As the false belief, the lie that you are you life is wiped out, my experience is that naturally, without any effort whatsoever (you don't even have to know it's gone) you just kind of relax and fall back into your life, in a way that is more intimate than you can possibly imagine. In a way in which there is no sense of separation and fear about the way the life unfolds. And, in the absence of the idea, the sense that you are at stake in the life, I promise you: this internal vicious, ruthless, merciless war that goes on within you, in which you hold onto the good and kill off the bad, will disappear like a bad dream. And all of your inclination to hurt your neighbor, to do something to diminish your neighbor in order to enhance yourself, that too will disappear like a bad dream, because we are all in this together — and you know it.
Now this is the practice of self-inquiry*. This is how I speak about the practice of self-inquiry*. And you can come get your money back (even though I don't charge anything), if you can do this practice, and come back to me and say, "You know what, things are still the same, and I hate being here, and I hate being human!" And I'll tell you something else too: there is nothing spiritual about self-inquiry*. It is absolutely not spiritual. It is totally practical. It is a method whereby you can destroy the lie that you are your life. And I have a metaphor that I have been using everywhere else, so I might as well use it here too, in order to drive home the point that this has nothing to do with spirituality. There is no spirituality, it is all made up. There is you — and that's all. There is nothing else but you. That is all there is.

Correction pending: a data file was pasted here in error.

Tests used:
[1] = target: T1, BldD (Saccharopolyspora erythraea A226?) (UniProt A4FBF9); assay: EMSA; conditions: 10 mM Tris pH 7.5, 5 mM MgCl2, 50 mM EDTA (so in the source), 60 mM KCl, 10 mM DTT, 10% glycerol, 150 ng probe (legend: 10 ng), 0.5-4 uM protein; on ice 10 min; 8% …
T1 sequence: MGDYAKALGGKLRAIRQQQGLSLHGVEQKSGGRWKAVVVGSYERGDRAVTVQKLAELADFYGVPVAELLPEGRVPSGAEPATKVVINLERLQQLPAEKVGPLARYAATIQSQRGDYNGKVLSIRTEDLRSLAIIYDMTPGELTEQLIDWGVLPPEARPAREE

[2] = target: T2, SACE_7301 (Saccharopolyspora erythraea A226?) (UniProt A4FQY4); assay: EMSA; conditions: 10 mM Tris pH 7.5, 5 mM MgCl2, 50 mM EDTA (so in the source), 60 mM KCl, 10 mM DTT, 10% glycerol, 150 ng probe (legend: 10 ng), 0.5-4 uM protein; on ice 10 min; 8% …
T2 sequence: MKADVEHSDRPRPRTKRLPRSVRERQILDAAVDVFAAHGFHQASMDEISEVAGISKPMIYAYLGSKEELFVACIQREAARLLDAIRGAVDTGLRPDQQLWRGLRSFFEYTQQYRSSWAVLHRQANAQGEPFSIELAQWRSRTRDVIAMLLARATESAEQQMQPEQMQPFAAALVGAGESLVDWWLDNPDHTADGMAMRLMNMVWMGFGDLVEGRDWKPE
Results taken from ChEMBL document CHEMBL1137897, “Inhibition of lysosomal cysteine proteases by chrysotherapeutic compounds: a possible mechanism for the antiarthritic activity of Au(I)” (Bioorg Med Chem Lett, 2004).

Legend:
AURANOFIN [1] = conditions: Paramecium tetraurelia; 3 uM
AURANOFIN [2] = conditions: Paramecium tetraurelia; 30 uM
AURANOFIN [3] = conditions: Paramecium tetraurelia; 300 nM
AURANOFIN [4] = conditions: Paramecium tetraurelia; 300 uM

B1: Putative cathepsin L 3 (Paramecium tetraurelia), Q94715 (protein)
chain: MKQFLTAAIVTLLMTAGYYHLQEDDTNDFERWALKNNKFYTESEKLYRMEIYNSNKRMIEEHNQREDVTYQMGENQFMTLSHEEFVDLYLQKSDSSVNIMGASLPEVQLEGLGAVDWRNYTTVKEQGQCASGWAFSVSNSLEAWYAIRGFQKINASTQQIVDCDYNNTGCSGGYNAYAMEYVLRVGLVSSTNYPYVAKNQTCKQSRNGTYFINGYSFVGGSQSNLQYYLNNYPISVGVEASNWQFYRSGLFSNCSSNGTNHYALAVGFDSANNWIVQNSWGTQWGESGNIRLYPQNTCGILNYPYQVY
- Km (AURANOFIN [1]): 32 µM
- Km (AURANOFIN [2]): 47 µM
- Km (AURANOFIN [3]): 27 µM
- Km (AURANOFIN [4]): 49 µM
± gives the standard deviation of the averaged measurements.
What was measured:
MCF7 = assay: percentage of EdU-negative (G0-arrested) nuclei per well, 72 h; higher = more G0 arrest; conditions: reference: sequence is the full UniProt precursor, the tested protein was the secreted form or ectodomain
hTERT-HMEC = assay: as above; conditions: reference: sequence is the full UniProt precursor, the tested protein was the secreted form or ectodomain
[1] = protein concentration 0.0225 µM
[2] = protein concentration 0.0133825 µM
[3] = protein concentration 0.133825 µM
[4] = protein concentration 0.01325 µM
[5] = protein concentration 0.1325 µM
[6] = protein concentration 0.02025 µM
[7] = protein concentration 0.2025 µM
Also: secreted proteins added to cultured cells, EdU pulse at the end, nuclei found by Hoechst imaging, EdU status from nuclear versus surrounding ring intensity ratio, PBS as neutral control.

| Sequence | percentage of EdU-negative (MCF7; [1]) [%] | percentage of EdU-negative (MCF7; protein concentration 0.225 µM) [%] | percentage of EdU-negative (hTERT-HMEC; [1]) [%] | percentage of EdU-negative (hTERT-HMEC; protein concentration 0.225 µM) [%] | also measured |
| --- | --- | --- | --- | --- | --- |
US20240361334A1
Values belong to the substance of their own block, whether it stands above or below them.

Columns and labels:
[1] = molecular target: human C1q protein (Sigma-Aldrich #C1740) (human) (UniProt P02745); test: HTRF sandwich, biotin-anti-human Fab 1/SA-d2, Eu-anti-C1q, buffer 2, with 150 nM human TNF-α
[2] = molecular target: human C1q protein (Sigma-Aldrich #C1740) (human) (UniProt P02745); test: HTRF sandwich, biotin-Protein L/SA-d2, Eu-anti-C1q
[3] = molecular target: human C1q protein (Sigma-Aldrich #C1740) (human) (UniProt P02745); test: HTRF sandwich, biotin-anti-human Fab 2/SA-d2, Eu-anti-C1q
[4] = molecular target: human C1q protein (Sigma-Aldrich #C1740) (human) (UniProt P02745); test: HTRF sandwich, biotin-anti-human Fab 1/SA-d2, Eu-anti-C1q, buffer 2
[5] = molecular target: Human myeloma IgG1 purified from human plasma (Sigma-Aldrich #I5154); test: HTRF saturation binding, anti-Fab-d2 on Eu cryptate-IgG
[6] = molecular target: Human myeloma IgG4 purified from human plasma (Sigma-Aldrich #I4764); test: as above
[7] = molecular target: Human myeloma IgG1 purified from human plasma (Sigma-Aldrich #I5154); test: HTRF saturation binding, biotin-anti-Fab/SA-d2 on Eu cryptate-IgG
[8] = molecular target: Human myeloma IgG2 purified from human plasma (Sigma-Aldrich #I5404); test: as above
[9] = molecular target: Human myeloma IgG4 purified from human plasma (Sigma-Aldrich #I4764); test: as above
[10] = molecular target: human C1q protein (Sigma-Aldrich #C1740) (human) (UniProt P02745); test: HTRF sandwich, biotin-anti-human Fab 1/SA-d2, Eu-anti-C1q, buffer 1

Self-inquiry* is like medicine. It is not like a spiritual practice. You don't do it in order to make your life better, I swear to God. You don't do it to get better experiences, instead of bad experiences. You do it to cure yourself of this disease that is the lie that you are your life. And it is like any other medicine. If I get sick, and I am feverish, and aching, and nauseous, well, I know I'm sick, and I may have some idea even of what I have, but I have no consciousness whatsoever of this vast battle that is being fought for my body, and the way in which the disease-causing entities work, and the way in which the body mobilizes itself, and how it is that I came to be sick, and feverish, and aching. I don't have any conscious awareness of any of that. And when I go to the doctor, and he talks to me and he says, "Okay, listen. You've got to take these antibiotics for this length of time, this many per day."